Markets precipitate tightening

15 September 2013

Announcements in May that the Federal Reserve envisaged phasing out quantitative easing reverberated through global financial markets. They triggered a surge in benchmark bond yields that spilled over across asset classes and regions. Equity prices in both advanced and emerging market economies fell sharply, as did a number of emerging market currencies. The downward pressure on prices abated in early July when the Federal Reserve, the ECB and the Bank of England reassured markets that monetary policy would remain accommodative until the domestic recovery was on a solid footing. In advanced economies, equities quickly recovered and yields, despite their rise, remained low by historical standards. This led to a continuing squeeze of credit spreads and increased issuance of riskier bonds, a phenomenon reminiscent of the exuberance prior to the global financial crisis.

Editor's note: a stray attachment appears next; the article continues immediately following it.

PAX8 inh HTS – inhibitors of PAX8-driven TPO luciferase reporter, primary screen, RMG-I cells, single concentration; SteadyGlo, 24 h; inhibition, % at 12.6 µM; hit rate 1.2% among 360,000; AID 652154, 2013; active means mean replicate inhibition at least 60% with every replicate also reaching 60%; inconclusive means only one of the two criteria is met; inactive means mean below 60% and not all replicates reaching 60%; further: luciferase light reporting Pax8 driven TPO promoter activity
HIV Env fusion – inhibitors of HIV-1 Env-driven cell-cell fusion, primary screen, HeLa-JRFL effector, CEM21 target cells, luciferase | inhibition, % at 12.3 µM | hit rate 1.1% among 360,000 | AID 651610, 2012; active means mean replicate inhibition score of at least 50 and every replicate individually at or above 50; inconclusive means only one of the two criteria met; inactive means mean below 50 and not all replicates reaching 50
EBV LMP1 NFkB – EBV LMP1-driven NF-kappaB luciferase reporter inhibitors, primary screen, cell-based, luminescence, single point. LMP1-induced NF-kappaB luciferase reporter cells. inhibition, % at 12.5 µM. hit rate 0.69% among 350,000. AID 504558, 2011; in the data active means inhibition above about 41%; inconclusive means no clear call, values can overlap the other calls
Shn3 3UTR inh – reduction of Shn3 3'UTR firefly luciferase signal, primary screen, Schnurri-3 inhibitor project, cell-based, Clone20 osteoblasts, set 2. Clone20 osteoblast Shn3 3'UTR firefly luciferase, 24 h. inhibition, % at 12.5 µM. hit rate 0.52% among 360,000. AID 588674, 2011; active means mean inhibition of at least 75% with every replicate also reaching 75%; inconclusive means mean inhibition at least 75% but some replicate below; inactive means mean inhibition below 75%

The market-led tightening of financial conditions generated serious tremors in emerging market economies. Together with the already deteriorating outlook for growth in these economies, this amplified pressures on local bond, equity and foreign exchange markets, all of which compounded vulnerabilities created by dependence on fickle foreign capital.